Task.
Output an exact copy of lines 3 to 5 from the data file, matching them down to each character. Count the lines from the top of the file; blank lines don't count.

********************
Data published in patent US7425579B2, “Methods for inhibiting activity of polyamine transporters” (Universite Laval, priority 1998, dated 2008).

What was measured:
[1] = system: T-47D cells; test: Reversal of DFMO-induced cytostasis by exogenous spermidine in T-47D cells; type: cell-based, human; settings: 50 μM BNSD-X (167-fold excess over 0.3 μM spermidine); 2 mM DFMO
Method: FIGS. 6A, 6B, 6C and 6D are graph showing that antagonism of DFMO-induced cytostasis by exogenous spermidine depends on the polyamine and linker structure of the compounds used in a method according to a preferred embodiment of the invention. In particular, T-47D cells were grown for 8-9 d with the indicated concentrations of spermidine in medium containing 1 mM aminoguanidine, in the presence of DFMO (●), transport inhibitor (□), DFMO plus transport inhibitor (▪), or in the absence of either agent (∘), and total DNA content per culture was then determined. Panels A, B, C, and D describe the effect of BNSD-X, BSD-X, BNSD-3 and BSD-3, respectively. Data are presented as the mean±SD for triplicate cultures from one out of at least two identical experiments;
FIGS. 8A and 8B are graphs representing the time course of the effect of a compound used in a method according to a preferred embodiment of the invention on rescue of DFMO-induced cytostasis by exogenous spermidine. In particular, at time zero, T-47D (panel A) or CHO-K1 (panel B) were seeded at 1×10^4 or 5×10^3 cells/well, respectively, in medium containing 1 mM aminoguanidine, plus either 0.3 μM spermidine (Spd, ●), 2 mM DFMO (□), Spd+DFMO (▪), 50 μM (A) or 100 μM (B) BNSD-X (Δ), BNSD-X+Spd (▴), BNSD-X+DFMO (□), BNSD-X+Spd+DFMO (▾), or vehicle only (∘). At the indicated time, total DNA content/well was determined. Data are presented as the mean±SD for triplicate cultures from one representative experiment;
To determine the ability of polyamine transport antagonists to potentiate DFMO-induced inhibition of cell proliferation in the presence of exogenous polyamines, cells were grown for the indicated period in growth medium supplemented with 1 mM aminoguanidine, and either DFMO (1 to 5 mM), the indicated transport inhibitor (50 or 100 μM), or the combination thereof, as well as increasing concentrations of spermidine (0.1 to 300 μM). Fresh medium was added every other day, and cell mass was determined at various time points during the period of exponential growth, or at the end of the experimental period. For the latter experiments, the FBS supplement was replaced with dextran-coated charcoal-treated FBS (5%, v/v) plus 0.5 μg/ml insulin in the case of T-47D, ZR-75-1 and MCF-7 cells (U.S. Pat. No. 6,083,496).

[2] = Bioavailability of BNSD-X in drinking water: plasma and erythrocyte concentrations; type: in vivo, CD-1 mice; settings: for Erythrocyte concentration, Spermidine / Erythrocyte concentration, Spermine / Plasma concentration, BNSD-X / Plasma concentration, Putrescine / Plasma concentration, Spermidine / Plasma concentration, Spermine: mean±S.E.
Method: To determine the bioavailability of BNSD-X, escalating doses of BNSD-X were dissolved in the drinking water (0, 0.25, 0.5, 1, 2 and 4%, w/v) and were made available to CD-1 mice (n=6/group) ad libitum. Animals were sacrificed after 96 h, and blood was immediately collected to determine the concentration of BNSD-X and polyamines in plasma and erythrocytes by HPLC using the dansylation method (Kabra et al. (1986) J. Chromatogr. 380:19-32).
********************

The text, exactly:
[1] = system: T-47D cells; test: Reversal of DFMO-induced cytostasis by exogenous spermidine in T-47D cells; type: cell-based, human; settings: 50 μM BNSD-X (167-fold excess over 0.3 μM spermidine); 2 mM DFMO
Method: FIGS. 6A, 6B, 6C and 6D are graph showing that antagonism of DFMO-induced cytostasis by exogenous spermidine depends on the polyamine and linker structure of the compounds used in a method according to a preferred embodiment of the invention. In particular, T-47D cells were grown for 8-9 d with the indicated concentrations of spermidine in medium containing 1 mM aminoguanidine, in the presence of DFMO (●), transport inhibitor (□), DFMO plus transport inhibitor (▪), or in the absence of either agent (∘), and total DNA content per culture was then determined. Panels A, B, C, and D describe the effect of BNSD-X, BSD-X, BNSD-3 and BSD-3, respectively. Data are presented as the mean±SD for triplicate cultures from one out of at least two identical experiments;
FIGS. 8A and 8B are graphs representing the time course of the effect of a compound used in a method according to a preferred embodiment of the invention on rescue of DFMO-induced cytostasis by exogenous spermidine. In particular, at time zero, T-47D (panel A) or CHO-K1 (panel B) were seeded at 1×10^4 or 5×10^3 cells/well, respectively, in medium containing 1 mM aminoguanidine, plus either 0.3 μM spermidine (Spd, ●), 2 mM DFMO (□), Spd+DFMO (▪), 50 μM (A) or 100 μM (B) BNSD-X (Δ), BNSD-X+Spd (▴), BNSD-X+DFMO (□), BNSD-X+Spd+DFMO (▾), or vehicle only (∘). At the indicated time, total DNA content/well was determined. Data are presented as the mean±SD for triplicate cultures from one representative experiment;